I started the journey to ultralight 5 years ago and have gotten down to sub 8 for all three season trips, sub 6 for long weekends, and sub 5 for light and fast overnights.
One thing I found is that I frequently slept cold and didn't carry enough insulation. I started with a 30 degree bag and switched to a 30 degree quilt, then started going to lighter and lighter quilts.
Daytime naps in the sun are a great way to recharge, but I found that I prefer to take a small weight penalty and carry more insulation.
My current setup is a GoLite Ultra 20 quilt and a Micropuff pullover, with a lightweight pair of poly long johns and two hats, one is a lightweight dense weave beenie type hat and the second hat is a fleece bomber hat from Mountain Hardware. The beenie can be worn while hiking and sleeping, then if my feet get cold at night I slip on the bomber hat and cinch it down.
Also ..... I clean up before bed and put on a fresh pair of dry or dried and freshly laundered socks to sleep in and wear the next day. Don't sleep in your hiking clothes, but slip into your dry and clean lightweight long johns to sleep in. You'll be surprised what a difference this will make in your quality of sleep.
Next .... if your pushing the temp limits of your quilt, then pitch your tarp low. I pitch mine in a half pyramid and then wrap my poncho around the front, leaving a small air gap at the top. This will trap heat and add 10 degrees to your sleep.
If your going to cowboy camp, and aren't going to pitch a tarp, then find a spot with some good tree cover ... It's always warmer under the trees, a bit off the valley floor, and on the lee side of a hill or rise to block the wind.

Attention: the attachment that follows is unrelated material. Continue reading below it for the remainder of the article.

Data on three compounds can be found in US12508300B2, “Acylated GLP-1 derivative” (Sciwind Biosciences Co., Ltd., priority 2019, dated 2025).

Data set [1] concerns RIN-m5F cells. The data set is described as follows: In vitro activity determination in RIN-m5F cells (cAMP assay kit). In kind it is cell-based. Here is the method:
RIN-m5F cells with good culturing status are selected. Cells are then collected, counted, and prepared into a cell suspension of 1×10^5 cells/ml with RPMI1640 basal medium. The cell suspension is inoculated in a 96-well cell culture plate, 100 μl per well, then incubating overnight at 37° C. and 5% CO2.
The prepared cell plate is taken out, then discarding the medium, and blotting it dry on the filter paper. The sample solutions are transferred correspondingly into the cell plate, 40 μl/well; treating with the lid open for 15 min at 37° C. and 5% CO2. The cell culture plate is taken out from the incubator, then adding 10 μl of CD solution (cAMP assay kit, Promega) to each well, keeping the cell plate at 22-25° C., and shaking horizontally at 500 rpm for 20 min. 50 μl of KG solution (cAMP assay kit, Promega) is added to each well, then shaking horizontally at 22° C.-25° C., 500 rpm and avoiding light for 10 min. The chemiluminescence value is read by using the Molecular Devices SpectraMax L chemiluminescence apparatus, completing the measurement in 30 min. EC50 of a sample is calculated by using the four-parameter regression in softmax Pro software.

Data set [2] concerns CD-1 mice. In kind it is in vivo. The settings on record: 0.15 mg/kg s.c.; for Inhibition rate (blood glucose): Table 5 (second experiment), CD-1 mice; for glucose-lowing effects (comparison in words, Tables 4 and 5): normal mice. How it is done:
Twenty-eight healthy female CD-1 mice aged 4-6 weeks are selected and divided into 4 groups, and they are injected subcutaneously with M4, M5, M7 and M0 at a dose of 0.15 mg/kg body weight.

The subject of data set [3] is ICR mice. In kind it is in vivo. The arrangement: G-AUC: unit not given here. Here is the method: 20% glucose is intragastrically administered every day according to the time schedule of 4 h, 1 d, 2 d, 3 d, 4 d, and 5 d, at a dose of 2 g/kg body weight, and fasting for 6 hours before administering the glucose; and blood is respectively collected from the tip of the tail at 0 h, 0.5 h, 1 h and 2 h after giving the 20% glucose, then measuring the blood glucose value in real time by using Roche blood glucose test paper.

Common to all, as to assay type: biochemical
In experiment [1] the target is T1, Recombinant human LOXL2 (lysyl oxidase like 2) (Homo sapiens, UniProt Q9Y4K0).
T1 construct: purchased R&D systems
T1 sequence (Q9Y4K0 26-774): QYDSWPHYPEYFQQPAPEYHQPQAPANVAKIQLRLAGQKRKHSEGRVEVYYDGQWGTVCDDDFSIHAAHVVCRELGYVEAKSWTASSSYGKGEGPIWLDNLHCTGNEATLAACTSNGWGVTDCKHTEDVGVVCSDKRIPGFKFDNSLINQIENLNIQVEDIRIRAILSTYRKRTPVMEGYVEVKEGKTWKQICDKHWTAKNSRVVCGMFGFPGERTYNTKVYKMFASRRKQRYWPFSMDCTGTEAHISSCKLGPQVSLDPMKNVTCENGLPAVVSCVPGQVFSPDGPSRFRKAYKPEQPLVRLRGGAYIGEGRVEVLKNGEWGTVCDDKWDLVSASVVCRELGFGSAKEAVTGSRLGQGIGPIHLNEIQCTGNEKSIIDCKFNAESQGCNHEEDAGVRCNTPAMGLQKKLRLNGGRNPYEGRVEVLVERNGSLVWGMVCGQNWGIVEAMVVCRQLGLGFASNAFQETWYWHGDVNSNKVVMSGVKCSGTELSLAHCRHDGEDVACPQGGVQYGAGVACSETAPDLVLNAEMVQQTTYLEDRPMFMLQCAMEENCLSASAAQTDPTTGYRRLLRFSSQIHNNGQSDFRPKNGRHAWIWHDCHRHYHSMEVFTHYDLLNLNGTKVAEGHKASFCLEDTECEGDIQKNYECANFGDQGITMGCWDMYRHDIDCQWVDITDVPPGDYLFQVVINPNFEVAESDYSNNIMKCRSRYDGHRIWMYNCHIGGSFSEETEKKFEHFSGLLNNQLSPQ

It's easier than you think.
A good ground cloth is critical to blocking moisture (humidity) from infltrating from the bottom. Even using a Bivy I've found that I sleep warmer with a 1.7 oz polycrow groundcloth under me.
Lastly is the pad .... I use a 15 oz. 3/4 length primaloft inflatable pad ... my old back insists on it. But when the temps are pushing freezing, I'll add a 1/8 inch thinlight pad under it. Big difference!
You are the only one that can determine what you are willing to sacrifice when you're hiking .... you can go extream and hike at night and sleep during the day, or you can go for max comfort. The scale in between is almost infinite ..... myself, I'm willing to pack an extra lb and a half for anything longer than one night to insure a good nights sleep.
Last point .... dramamine is the best sleep aid I've found .... two dramamine and I can sleep on a oak board for a full night .... although I won't hike too far the next day with sore hips.